Blog content is permanent – social content is not. Let’s say that you posted a great tax tip on Facebook that received hundreds of Likes. When tax time comes around next year, that post will be long gone. However, if you post the tax tip on your blog, you can re-share it year after year. In addition, the tip will be indexed by the search engines and will likely drive search traffic as well.

Social sharing:

How you share content influences the your audience’s reactions. Here are some suggested copy do’s and don’ts as you compose your next update.

  • 11-15 words is the sweet spot for Twitter (about 100 characters), and you’re safe to use up to 25. Go any shorter, and your message will likely lack enough information to draw people in.  But you want to leave enough “open real estate” so you your audience can re-tweet or comment.
  • LinkedIn postings should aim for 16-25 words, but you are safe to go shorter if necessary.
  • Messages on Twitter and LinkedIn receive significantly more clicks if they use a hash tag.
  • Using a number (i.e. 4 smart ways to work with your attorney) generate  more clicks on Twitter.

Social timing:

It’s not just what you say, but when you say it.  Timing your social sharing matters.

  • Want to get some social love on LinkedIn? Be sure to share your content on Sundays, which delivers more clicks that any other day of the week.
  • Fridays yield more clicks on Twitter than any other day of the week.
  • Facebook content does well around lunchtime and later in the afternoon. This is because many people get on Facebook during lunch and towards the end of the workday.
  • Schedule tweets between 10am and 2pm. Many people check their Twitter stream after they settle into the office, but they are less likely to check it once they start wrapping up for the day.  There’s another spike of activity in the evening, when everyone checks back into their social networks.
  • Twitter and LinkedIn content are both more likely to be consumed during the top and middle of the hour. This is likely due to the reader’s need to check their feeds in between meetings.
  • Again – keep in mind that these are good rules of thumb, but your industry, audience and experiences may vary. The key is to actually look at your analytics and identify the patterns so you can be as effective as possible in your own social sharing strategy.
More

Media coverage is not a given

January 16, 2014

NewspaperRoll_optI have the opportunity to review many business plans and one thing that always causes me some concern is that every business owner believes that they can generate a significant amount of marketing exposure by getting media coverage.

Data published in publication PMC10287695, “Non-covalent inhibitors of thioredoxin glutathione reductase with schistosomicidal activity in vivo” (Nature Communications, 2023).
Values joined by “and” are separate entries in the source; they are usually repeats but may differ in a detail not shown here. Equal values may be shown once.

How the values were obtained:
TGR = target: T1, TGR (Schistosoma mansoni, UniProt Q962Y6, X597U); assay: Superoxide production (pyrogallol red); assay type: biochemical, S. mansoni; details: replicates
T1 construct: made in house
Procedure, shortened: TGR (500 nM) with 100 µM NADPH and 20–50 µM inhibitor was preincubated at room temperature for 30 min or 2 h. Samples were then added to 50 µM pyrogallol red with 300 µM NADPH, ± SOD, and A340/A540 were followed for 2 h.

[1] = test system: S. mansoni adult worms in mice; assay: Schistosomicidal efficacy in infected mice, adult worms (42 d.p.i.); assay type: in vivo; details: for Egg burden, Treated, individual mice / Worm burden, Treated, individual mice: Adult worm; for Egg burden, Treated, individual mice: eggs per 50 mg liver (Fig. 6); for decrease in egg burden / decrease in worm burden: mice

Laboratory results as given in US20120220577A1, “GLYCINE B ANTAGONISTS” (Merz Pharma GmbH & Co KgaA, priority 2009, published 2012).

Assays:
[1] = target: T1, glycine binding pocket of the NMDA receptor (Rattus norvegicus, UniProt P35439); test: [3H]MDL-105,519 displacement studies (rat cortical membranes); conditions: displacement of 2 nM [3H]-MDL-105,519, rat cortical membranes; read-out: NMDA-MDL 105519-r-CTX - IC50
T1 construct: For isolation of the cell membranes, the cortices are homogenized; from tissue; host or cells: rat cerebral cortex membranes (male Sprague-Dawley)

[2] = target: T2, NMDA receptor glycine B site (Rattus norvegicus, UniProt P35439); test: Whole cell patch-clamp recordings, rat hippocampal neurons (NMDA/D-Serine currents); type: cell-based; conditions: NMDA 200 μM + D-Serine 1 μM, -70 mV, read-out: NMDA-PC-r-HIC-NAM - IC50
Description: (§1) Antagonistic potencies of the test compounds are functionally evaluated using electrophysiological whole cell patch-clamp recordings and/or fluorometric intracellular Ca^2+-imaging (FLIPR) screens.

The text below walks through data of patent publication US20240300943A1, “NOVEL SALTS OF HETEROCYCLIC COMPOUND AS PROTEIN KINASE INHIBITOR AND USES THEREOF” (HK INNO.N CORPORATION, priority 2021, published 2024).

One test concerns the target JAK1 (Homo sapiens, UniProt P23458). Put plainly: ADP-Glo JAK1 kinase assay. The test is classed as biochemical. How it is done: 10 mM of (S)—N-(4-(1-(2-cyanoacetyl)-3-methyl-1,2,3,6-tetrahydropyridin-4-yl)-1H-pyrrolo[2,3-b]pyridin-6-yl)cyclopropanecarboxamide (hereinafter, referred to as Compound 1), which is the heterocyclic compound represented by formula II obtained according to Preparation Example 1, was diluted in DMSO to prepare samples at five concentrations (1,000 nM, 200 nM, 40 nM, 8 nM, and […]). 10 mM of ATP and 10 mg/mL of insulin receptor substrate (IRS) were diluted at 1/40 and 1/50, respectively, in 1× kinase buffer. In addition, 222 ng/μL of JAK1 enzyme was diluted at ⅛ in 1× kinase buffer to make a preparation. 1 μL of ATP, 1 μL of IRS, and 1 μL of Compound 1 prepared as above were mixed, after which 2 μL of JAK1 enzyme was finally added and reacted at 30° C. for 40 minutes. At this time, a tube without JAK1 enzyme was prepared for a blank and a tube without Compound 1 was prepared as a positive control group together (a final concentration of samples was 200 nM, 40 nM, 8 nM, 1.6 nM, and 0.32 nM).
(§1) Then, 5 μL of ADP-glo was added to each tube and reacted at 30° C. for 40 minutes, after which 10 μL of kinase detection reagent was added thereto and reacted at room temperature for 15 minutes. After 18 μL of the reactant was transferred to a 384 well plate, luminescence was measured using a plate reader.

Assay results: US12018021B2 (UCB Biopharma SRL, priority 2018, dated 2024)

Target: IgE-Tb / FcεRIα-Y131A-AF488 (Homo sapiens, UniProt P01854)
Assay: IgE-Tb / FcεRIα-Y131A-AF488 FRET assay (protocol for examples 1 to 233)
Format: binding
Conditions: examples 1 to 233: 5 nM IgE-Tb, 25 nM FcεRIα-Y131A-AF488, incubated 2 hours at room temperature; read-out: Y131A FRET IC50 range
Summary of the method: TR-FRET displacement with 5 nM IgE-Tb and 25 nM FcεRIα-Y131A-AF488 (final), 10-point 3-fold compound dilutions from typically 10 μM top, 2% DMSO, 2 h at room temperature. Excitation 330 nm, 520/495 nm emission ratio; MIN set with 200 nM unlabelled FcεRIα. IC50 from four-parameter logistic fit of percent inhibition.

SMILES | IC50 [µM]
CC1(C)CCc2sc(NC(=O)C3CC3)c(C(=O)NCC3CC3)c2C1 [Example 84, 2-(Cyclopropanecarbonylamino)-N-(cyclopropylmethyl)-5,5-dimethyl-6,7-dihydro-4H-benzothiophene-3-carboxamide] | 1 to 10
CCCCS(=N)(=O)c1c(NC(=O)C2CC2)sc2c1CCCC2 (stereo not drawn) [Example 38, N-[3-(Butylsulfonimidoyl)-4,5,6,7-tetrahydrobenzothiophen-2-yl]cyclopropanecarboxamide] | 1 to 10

They pepper it throughout their plan because to them, it feels free and easy to get.

I  hate to tell you, but media coverage is not a given.

My concern comes from how unrealistic business owners, non profit directors and business leaders are about the type and amount of media coverage they’re going to be able to garner.

Here’s the reality check most need:

  • Most of what is newsworthy to you, is not newsworthy to the rest of the world.
  • Most reporters/editors are bombarded with news releases – yours has to stand out to even catch their attention.
  • Blinding sending your release to everyone is a sure to annoy most of them and reduce the likelihood of receiving any coverage.
  • Good manners go a long way.

Let’s dig into each of those reality checks to see if we can identity some best practices that will increase your chances of getting the coverage you want.

It has to actually be newsworthy: Earning media coverage can be daunting. Journalists have a finite amount of space/time and they have to decide which stories are going to be of value to their audience.

As you consider pitching a story, ask yourself – how would the reporter sell this story to his editor? What benefit or value would the reporter’s audience get? What could make this story so compelling that someone would share it with someone else who hadn’t seen the news coverage?

If these questions have you stumped, odds are the story isn’t newsworthy and you shouldn’t risk damaging your credibility by pitching it.

You have 3 seconds to peak their interest: Reporters and editors get buried in pitch phone calls, emails, faxes and snail mail releases. They can’t possibly read all of them thoroughly. They’re going to read the headline and scan the release, so you need to write it with that in mind.